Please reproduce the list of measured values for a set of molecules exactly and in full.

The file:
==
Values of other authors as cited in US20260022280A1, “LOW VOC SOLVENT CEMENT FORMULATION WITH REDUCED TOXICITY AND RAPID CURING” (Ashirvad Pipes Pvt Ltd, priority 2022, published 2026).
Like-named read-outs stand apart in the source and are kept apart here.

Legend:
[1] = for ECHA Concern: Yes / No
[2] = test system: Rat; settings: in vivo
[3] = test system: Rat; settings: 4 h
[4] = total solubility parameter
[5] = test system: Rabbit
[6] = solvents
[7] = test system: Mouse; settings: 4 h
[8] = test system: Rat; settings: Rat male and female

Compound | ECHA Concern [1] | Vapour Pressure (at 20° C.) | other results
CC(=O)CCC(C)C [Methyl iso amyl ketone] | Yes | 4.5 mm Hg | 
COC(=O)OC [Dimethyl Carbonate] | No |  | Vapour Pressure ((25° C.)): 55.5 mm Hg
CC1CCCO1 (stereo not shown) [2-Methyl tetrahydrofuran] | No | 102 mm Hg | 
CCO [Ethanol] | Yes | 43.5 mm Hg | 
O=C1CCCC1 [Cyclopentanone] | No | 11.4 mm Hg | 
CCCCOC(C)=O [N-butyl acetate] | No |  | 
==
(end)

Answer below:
Values of other authors as cited in US20260022280A1, “LOW VOC SOLVENT CEMENT FORMULATION WITH REDUCED TOXICITY AND RAPID CURING” (Ashirvad Pipes Pvt Ltd, priority 2022, published 2026).
Like-named read-outs stand apart in the source and are kept apart here.

Legend:
[1] = for ECHA Concern: Yes / No
[2] = test system: Rat; settings: in vivo
[3] = test system: Rat; settings: 4 h
[4] = total solubility parameter
[5] = test system: Rabbit
[6] = solvents
[7] = test system: Mouse; settings: 4 h
[8] = test system: Rat; settings: Rat male and female

Compound | ECHA Concern [1] | Vapour Pressure (at 20° C.) | other results
CC(=O)CCC(C)C [Methyl iso amyl ketone] | Yes | 4.5 mm Hg | 
COC(=O)OC [Dimethyl Carbonate] | No |  | Vapour Pressure ((25° C.)): 55.5 mm Hg
CC1CCCO1 (stereo not shown) [2-Methyl tetrahydrofuran] | No | 102 mm Hg | 
CCO [Ethanol] | Yes | 43.5 mm Hg | 
O=C1CCCC1 [Cyclopentanone] | No | 11.4 mm Hg | 
CCCCOC(C)=O [N-butyl acetate] | No |  | 